Copa Centroamericana Match Day 1 Recap

The 2017 Copa Centroamericana kicked off this past Friday, January 13th. The biannual tournament pits Central American national teams against each other in a short tournament to name a regional champion as well as to select four national teams to the proceeding CONCACAF Gold Cup tournament.

Guatemala was not involved in this year’s tournament as the country’s football federation remains banned due to “political interference.” As such, this year’s tournament will follow a round-robin format from Jan. 13th – Jan. 22nd. The team with the most points at the end of the five match days will raise the tournament trophy.

Honduras 2 – 1 Nicaragua

Costa Rica 0 – 0 El Salvador

Panama 0 – 0 Belize

Honduras is the current leader with 3 points as the only team that won on opening day.

Match Day 2 is today, January 15th, on Univision Deportes.

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Bring Compelling LatAm Stories to World with ZZK Records

My friends at ZZK Records have been raising funds since October in order to fund new creative endeavors. They’re currently in the process of producing three documentary films about the new Latin American sound.

Here’s the first part of their first documentary, which is all about Ecuador:

They’re currently at the $12,000 mark of their $20,000 goal for ZZK Films to complete the three documentaries. For more info and to donate, click here.

For old time sake, here’s my interview with Grand Dull, co-founder of ZZK, for LA Weekly: Texas Dude Moves To Argentina and Launches a Latin Alternative Revolution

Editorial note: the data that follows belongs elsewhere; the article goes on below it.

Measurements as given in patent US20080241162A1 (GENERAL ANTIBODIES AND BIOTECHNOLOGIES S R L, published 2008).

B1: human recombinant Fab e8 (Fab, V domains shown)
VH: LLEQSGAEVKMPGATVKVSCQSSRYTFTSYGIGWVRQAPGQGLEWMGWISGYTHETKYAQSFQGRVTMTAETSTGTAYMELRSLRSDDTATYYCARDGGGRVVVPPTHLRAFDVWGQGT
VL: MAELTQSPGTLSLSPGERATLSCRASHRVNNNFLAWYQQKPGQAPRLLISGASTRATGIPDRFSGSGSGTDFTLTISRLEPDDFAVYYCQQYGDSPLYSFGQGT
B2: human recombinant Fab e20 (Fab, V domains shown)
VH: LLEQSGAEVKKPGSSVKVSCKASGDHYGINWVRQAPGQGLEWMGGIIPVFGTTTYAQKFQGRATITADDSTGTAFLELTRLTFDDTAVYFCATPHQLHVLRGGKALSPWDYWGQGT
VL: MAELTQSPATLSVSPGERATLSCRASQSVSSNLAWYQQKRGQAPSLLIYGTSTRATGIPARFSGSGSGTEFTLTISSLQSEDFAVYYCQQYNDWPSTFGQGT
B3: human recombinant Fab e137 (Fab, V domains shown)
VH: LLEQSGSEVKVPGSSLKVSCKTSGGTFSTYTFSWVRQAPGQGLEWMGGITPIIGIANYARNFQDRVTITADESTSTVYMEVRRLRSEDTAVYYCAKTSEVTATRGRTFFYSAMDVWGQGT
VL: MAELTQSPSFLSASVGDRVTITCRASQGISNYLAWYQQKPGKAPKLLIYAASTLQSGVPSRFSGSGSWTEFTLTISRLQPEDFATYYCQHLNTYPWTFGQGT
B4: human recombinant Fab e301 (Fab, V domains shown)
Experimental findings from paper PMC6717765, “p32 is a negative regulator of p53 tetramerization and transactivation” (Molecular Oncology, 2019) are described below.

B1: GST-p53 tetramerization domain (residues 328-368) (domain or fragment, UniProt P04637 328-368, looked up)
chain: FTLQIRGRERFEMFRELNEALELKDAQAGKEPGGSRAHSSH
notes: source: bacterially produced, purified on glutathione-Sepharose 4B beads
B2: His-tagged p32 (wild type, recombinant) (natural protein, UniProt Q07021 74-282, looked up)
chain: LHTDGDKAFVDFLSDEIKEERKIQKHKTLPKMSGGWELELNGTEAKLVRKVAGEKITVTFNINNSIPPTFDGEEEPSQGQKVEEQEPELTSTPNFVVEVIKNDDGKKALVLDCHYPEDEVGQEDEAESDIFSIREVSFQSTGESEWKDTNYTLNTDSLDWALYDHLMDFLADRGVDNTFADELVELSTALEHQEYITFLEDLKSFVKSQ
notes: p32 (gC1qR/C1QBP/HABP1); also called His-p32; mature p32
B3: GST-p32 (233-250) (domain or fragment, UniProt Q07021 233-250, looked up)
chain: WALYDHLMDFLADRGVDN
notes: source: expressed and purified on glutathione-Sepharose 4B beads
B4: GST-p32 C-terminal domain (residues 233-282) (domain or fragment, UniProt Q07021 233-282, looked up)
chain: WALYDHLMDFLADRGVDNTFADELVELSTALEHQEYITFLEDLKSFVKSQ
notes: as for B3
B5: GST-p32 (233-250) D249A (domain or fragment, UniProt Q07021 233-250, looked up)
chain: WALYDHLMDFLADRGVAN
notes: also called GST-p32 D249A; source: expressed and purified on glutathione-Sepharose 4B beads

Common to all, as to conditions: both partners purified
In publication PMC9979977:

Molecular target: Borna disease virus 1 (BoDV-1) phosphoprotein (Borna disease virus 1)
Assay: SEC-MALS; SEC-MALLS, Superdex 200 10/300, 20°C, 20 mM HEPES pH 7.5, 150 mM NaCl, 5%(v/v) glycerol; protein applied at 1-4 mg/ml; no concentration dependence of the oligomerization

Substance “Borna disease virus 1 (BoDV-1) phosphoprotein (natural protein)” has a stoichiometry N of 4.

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The Historical Battles That Inspired Battlefield 1’s Operations Mode

Electronic Arts’ Battlefield series of games took a strong turn towards historical accuracy this year when the company released Battlefield 1 this past October. The game is a first-person shooter that takes place in a few countries during the Great War/World War I.

BF1 includes a new multiplayer mode with stages inspired by real battles that occurred during the war. I wrote about some of these battles for Gamecrate.

It’s no surprise that Battlefield 1 has raked in buckets of cash and praise in equal measures since its release in October. The latest installment of Electronic Arts’ first-person shooter series introduced The Great War/World War I to the series’ legions of fans, as well as a number of new, historically accurate weapons, vehicles, and new multiplayer modes.